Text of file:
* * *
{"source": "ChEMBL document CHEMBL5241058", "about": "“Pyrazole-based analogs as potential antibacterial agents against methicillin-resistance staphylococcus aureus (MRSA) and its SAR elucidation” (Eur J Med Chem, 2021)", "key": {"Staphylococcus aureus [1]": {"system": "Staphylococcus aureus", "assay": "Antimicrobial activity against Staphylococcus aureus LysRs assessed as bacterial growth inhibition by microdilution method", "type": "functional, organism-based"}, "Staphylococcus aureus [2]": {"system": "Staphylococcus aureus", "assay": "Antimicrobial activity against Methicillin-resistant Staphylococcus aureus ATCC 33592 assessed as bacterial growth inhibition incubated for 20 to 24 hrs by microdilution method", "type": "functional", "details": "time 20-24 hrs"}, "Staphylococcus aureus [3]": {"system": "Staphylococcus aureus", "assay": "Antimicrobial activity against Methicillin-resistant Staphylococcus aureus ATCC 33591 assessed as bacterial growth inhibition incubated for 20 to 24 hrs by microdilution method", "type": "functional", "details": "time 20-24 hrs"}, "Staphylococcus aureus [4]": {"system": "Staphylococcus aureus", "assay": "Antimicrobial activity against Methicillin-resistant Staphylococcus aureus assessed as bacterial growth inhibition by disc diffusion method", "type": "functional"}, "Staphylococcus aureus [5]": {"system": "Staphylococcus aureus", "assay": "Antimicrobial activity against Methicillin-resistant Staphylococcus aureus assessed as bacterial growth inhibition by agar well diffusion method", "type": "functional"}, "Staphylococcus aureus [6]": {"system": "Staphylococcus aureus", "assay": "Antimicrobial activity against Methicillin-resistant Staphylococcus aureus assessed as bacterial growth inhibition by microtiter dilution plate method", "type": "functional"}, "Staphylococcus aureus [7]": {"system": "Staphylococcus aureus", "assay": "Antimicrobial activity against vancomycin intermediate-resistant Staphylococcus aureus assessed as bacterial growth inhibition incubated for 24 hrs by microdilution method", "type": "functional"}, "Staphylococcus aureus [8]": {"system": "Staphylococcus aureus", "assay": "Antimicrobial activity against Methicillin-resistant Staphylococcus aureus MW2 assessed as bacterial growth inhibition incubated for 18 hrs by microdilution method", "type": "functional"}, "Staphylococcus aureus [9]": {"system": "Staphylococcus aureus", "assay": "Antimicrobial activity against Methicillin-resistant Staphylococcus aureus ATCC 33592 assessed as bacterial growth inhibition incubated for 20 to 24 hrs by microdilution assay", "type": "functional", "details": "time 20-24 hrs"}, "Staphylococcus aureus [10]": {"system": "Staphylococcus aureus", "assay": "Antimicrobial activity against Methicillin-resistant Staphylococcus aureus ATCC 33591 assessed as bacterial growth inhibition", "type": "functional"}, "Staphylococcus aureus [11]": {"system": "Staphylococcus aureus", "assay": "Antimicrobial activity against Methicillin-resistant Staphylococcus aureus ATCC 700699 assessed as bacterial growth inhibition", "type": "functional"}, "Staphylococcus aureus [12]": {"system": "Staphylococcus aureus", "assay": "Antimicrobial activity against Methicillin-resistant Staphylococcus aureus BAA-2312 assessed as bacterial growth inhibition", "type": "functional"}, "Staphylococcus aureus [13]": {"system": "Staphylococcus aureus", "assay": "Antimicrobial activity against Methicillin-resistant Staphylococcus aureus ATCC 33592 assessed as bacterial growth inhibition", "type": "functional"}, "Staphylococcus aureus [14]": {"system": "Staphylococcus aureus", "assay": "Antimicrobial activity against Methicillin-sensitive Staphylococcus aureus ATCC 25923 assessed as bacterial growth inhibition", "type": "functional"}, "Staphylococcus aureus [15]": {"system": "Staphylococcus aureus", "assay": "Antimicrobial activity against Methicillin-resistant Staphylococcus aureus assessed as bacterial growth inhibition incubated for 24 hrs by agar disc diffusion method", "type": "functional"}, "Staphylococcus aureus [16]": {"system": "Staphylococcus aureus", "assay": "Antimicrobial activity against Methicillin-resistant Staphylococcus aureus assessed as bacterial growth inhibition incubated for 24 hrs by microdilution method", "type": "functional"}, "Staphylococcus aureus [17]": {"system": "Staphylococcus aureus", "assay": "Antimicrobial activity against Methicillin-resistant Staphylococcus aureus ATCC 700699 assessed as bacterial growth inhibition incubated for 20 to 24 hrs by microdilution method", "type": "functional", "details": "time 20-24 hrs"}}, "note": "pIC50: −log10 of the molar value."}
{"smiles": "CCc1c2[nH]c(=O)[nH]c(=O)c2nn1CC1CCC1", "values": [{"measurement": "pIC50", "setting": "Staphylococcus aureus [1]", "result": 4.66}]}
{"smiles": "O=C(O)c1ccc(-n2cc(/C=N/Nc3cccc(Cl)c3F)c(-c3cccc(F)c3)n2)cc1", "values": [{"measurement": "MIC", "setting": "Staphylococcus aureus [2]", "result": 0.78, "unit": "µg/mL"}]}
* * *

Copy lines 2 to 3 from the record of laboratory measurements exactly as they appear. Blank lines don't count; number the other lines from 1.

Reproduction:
{"smiles": "CCc1c2[nH]c(=O)[nH]c(=O)c2nn1CC1CCC1", "values": [{"measurement": "pIC50", "setting": "Staphylococcus aureus [1]", "result": 4.66}]}
{"smiles": "O=C(O)c1ccc(-n2cc(/C=N/Nc3cccc(Cl)c3F)c(-c3cccc(F)c3)n2)cc1", "values": [{"measurement": "MIC", "setting": "Staphylococcus aureus [2]", "result": 0.78, "unit": "µg/mL"}]}